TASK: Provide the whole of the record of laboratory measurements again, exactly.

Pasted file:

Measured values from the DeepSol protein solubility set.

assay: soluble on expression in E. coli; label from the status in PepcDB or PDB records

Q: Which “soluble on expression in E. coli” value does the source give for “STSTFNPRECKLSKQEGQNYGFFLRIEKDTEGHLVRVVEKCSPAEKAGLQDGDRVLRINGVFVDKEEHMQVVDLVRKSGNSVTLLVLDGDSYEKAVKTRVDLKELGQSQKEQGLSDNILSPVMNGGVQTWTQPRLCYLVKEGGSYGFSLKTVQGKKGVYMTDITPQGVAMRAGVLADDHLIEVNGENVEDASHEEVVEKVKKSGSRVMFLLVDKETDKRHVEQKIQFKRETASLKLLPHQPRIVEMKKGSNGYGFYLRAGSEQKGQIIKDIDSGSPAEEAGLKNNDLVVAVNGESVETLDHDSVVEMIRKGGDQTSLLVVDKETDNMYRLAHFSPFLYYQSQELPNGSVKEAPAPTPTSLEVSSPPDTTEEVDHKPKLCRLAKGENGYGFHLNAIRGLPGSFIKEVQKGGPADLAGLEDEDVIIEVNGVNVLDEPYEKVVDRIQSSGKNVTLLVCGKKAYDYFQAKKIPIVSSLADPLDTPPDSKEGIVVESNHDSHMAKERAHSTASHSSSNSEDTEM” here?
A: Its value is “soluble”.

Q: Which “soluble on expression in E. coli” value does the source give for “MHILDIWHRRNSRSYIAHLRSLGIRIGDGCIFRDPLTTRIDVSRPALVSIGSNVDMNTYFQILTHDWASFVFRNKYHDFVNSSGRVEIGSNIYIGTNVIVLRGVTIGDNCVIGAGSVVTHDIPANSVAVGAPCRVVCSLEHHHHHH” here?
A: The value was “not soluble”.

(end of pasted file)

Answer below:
Measured values from the DeepSol protein solubility set.

assay: soluble on expression in E. coli; label from the status in PepcDB or PDB records

Q: Which “soluble on expression in E. coli” value does the source give for “STSTFNPRECKLSKQEGQNYGFFLRIEKDTEGHLVRVVEKCSPAEKAGLQDGDRVLRINGVFVDKEEHMQVVDLVRKSGNSVTLLVLDGDSYEKAVKTRVDLKELGQSQKEQGLSDNILSPVMNGGVQTWTQPRLCYLVKEGGSYGFSLKTVQGKKGVYMTDITPQGVAMRAGVLADDHLIEVNGENVEDASHEEVVEKVKKSGSRVMFLLVDKETDKRHVEQKIQFKRETASLKLLPHQPRIVEMKKGSNGYGFYLRAGSEQKGQIIKDIDSGSPAEEAGLKNNDLVVAVNGESVETLDHDSVVEMIRKGGDQTSLLVVDKETDNMYRLAHFSPFLYYQSQELPNGSVKEAPAPTPTSLEVSSPPDTTEEVDHKPKLCRLAKGENGYGFHLNAIRGLPGSFIKEVQKGGPADLAGLEDEDVIIEVNGVNVLDEPYEKVVDRIQSSGKNVTLLVCGKKAYDYFQAKKIPIVSSLADPLDTPPDSKEGIVVESNHDSHMAKERAHSTASHSSSNSEDTEM” here?
A: Its value is “soluble”.

Q: Which “soluble on expression in E. coli” value does the source give for “MHILDIWHRRNSRSYIAHLRSLGIRIGDGCIFRDPLTTRIDVSRPALVSIGSNVDMNTYFQILTHDWASFVFRNKYHDFVNSSGRVEIGSNIYIGTNVIVLRGVTIGDNCVIGAGSVVTHDIPANSVAVGAPCRVVCSLEHHHHHH” here?
A: The value was “not soluble”.